Exhibited: Yves Béhar/fuseproject, design series 2, San Francisco Museum of Modern Art, march-October 2004
Literature: Concept/Commerce, The Work of Yves Béhar, Basel, 2004, illustrated p.63; "Masters of Design: Next Generation," Fast Company, June 2004, illustrated p.74; "Qu'est-ce que le design," Beaux Arts Magazine, hors serie, November 2004, illustrated p.77; "The Creative Edge," Time Magazine, summer supplement 2005, illustrated p.34; "Yves Behar: oggetti in divernire," Interni, July-August 2005, illustrated p.94; "Meet the Innovation Gurus," Business Week, August 1, 2005, p.76.
Yves Béhar was born in Laussanne in 1967. He completed his design studies at the Art Center of Design in Pasadena, California, in 1991. In 1999 he founded the company fuseproject in San Francisco. The design philosophy behind his work is "rooted in the idea that intelligent and consistent stories can be developed four our clients and their products. We believe in creating memorable experiences from these stories integrating every touch point of the brand." Béhar's goal is to merge industrial design and the corporate identity of his clients, by providing high-level technical features in consumer-friendly packaging.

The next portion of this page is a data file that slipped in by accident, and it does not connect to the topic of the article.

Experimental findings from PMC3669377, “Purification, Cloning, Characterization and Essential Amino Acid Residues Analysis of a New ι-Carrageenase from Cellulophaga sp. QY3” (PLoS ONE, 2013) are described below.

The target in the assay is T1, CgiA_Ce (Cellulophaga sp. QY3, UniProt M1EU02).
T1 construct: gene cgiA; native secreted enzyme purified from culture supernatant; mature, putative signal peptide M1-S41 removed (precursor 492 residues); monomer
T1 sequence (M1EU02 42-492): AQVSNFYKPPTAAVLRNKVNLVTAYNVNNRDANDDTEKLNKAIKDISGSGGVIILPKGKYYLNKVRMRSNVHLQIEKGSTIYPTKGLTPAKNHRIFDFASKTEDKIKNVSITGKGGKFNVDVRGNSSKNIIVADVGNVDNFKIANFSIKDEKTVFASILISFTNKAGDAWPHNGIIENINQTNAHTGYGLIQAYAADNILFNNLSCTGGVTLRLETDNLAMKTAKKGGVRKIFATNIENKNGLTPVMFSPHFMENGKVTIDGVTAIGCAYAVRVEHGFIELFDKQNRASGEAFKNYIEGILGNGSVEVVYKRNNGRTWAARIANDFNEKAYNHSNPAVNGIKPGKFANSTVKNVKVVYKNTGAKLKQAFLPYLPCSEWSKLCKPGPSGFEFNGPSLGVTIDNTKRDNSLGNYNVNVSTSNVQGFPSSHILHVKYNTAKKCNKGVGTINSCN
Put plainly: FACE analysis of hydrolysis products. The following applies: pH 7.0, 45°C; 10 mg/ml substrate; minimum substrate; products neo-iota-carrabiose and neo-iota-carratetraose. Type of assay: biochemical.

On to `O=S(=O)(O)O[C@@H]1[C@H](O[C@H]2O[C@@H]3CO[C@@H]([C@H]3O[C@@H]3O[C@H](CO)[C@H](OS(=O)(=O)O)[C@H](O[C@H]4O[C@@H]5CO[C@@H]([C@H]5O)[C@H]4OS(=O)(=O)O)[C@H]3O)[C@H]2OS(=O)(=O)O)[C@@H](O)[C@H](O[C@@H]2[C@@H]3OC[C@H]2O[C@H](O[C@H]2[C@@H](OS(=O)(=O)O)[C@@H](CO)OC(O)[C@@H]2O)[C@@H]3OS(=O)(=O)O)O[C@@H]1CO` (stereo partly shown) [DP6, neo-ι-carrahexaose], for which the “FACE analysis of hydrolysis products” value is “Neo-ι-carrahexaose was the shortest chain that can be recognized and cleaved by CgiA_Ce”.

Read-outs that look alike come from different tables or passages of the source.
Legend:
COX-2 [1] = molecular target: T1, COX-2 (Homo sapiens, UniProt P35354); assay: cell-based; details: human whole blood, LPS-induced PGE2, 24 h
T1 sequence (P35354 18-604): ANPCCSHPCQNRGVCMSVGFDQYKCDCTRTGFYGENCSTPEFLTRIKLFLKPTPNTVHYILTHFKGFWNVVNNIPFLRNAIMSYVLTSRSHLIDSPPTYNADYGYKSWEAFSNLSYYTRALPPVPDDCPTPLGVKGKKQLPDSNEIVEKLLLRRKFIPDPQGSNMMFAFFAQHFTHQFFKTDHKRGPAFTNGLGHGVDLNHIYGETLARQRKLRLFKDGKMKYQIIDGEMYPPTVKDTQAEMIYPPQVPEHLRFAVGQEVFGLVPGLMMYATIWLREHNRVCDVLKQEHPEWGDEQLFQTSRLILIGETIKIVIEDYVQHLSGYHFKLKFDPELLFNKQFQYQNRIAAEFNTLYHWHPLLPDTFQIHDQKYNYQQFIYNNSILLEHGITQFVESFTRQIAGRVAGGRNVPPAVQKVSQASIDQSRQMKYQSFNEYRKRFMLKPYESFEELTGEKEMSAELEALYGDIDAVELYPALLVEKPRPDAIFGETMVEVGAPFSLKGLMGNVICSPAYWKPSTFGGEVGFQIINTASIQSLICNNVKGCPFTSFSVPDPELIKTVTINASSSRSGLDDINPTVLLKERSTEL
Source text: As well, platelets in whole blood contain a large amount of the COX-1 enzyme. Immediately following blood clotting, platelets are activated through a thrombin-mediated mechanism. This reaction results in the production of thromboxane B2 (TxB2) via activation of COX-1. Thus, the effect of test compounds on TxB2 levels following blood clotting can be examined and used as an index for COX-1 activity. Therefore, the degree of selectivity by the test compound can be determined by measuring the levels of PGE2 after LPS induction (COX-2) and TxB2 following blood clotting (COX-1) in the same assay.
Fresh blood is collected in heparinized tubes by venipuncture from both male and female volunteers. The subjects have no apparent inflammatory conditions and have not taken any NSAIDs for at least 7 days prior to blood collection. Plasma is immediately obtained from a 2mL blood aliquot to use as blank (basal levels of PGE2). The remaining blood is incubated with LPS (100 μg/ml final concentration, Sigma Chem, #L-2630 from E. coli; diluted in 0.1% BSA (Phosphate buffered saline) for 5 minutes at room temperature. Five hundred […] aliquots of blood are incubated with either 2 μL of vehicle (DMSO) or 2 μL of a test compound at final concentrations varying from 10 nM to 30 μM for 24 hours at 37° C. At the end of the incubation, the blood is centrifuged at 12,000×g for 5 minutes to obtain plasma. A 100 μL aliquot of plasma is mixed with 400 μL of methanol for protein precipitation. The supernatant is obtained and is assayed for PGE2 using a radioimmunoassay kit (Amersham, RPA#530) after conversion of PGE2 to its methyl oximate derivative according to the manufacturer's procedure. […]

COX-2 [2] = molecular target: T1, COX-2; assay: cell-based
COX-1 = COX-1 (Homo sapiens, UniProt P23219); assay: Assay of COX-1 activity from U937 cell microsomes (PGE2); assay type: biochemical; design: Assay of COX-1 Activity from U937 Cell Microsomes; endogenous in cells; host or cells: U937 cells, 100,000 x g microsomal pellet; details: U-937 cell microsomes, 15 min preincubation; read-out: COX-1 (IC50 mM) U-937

Béhar grew up in Switzerland, a product of a Turkish mother and a German father. This eclectic background had provided great inspiration for his work. Béhar's work is not restricted to one field; he has collaborated with companies varied as BMW and MINI to Birckenstock, Hermann Miller, Swarowski and Toshiba. He has been recognized for his work with numerous prestigious awards. Most recently in 2006 by CES Consumer Electronics Honoree for the Hermann Miller Leaf Lamp and the Aliph Jawbone Headset, as well as the IDEA Business Week Gold Excellence Award and Silver Excellence Award for DXL Protection Helmets and Swarovski Voyage chandelier, respectively. In 2004 he received a National Design Award from the Cooper-Hewitt, National Design Museum. In 2003, Business Week named fuseproject as one of the six best design firms worldwide.
Since the mid-1990s, his works have been presented in various group and solo exhibitions, most recently at the Vitra Design Museum, Moss Gallery NY, and the San Francisco Craft Museum. In 2004 the Museum of Modern Art, San Francisco featured his as part of the "design series 2" exhibition, which he has called a "futurespective." His work is also found in the permanent collections of museum such as the SFMoMA, and the Museum of Modern Art in New York.